The Effect of Peer Gender on Major Choice
University of Zurich, Department of Economics, Working Paper No. 270, Revised version
44 Pages Posted: 17 Nov 2017 Last revised: 30 Aug 2018
Date Written: August 27, 2018
This paper investigates how the peer gender composition in university affects students’ major choices and labor market outcomes. Women who are randomly assigned to more female peers become less likely to choose male-dominated majors, and they end up in jobs in which they work fewer hours and earn less. Men become more likely to choose male-dominated majors after having had more female peers, although their labor market outcomes are not affected. Our results suggest that the increasing female university enrollment over recent decades has paradoxically contributed to the occupational segregation among university graduates that persists in today’s labor market.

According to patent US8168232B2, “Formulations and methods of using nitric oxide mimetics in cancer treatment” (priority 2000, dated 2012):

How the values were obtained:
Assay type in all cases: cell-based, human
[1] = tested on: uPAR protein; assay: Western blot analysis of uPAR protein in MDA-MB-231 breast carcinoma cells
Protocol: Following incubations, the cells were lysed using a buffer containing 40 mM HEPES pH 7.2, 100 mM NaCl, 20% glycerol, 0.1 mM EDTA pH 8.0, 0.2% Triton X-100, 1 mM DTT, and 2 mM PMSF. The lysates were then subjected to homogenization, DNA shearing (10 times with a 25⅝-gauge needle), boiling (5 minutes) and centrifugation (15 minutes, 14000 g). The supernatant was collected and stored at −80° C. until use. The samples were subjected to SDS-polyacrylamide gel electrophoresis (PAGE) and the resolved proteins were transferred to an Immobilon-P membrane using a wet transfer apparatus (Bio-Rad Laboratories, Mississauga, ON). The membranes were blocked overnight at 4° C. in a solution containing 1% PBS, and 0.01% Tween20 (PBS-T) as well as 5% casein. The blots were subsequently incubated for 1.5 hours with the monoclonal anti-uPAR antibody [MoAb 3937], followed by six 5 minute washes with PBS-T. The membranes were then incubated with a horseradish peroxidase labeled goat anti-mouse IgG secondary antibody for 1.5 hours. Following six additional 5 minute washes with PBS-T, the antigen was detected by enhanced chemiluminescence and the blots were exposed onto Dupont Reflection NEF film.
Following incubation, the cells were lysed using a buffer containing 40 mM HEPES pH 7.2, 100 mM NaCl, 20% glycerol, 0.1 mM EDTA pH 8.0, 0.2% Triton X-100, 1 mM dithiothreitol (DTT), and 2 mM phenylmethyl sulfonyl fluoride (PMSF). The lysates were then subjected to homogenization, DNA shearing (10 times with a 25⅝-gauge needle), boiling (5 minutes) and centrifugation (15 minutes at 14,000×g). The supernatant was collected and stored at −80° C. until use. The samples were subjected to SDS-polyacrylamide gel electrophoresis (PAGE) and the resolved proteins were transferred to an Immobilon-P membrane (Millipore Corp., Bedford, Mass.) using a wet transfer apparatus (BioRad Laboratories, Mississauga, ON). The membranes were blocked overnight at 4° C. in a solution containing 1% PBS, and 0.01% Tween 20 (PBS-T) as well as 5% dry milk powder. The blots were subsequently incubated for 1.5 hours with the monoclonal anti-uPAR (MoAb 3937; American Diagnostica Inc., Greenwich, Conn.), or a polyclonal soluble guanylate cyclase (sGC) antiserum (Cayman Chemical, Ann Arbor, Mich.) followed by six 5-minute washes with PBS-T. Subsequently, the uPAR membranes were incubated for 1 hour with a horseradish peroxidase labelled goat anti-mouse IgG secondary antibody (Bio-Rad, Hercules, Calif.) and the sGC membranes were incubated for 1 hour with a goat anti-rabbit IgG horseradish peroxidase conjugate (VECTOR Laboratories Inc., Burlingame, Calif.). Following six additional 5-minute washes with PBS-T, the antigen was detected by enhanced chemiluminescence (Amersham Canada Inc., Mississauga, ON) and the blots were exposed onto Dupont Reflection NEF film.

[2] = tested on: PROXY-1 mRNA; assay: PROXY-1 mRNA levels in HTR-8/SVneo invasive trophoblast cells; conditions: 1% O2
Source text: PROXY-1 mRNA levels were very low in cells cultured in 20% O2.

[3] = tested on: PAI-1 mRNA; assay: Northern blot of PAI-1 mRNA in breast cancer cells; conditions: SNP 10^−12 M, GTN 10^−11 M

Keywords: peer effects, major choice, gender composition
JEL Classification: I21, I24, J24
Suggested Citation: Suggested Citation